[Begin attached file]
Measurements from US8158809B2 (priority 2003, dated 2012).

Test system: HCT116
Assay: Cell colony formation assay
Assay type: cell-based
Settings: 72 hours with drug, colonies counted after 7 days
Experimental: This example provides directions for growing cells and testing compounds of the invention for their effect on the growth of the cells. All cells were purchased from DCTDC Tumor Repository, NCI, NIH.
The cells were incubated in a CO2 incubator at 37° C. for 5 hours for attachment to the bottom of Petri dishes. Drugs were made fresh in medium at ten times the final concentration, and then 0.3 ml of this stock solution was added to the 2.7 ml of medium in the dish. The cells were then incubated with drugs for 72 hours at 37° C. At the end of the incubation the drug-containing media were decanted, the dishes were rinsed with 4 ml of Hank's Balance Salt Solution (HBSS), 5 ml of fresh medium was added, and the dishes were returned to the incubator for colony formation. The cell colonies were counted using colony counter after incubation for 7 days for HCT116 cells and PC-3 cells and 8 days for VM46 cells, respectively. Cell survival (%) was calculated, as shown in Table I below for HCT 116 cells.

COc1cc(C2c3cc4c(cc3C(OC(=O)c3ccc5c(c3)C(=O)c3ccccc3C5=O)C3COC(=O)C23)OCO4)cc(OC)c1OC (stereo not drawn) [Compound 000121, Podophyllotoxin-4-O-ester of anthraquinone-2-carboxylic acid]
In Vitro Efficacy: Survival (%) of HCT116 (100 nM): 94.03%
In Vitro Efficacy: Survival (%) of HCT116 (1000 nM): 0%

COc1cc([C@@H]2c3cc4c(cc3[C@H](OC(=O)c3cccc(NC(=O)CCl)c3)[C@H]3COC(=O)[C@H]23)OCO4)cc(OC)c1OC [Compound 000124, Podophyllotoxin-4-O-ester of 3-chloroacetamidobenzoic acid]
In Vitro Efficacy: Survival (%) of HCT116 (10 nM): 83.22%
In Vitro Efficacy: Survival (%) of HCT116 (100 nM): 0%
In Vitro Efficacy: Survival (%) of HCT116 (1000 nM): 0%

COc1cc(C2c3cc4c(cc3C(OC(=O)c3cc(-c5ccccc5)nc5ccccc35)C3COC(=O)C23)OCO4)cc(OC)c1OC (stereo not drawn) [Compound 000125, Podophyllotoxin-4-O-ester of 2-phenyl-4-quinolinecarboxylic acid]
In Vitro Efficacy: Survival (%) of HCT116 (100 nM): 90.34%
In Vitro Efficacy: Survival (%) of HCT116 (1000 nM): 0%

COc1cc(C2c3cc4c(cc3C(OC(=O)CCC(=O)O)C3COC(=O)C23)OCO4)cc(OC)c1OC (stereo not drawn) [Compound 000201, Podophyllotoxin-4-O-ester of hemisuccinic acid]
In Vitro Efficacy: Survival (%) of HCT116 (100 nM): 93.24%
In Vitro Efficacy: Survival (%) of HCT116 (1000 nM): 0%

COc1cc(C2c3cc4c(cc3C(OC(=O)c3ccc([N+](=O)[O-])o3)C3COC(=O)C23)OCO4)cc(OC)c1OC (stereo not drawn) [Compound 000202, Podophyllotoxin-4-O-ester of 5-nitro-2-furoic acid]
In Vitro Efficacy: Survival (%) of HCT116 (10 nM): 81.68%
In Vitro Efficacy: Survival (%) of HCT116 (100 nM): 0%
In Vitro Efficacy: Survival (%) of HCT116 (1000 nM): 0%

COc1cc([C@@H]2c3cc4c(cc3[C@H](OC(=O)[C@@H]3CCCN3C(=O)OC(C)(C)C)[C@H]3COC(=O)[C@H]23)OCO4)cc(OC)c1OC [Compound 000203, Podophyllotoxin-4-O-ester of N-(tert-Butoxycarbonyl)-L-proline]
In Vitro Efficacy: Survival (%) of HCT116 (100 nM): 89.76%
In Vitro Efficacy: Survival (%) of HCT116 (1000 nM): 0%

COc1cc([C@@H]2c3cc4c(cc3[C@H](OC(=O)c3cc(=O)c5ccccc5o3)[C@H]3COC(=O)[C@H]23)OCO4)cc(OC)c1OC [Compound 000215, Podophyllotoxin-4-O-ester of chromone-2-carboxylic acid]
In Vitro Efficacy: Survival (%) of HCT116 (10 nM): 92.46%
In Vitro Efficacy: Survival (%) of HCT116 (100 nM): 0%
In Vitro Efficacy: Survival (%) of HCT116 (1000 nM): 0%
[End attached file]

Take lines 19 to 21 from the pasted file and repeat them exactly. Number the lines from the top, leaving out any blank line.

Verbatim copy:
In Vitro Efficacy: Survival (%) of HCT116 (100 nM): 93.24%
In Vitro Efficacy: Survival (%) of HCT116 (1000 nM): 0%

COc1cc(C2c3cc4c(cc3C(OC(=O)c3ccc([N+](=O)[O-])o3)C3COC(=O)C23)OCO4)cc(OC)c1OC (stereo not drawn) [Compound 000202, Podophyllotoxin-4-O-ester of 5-nitro-2-furoic acid]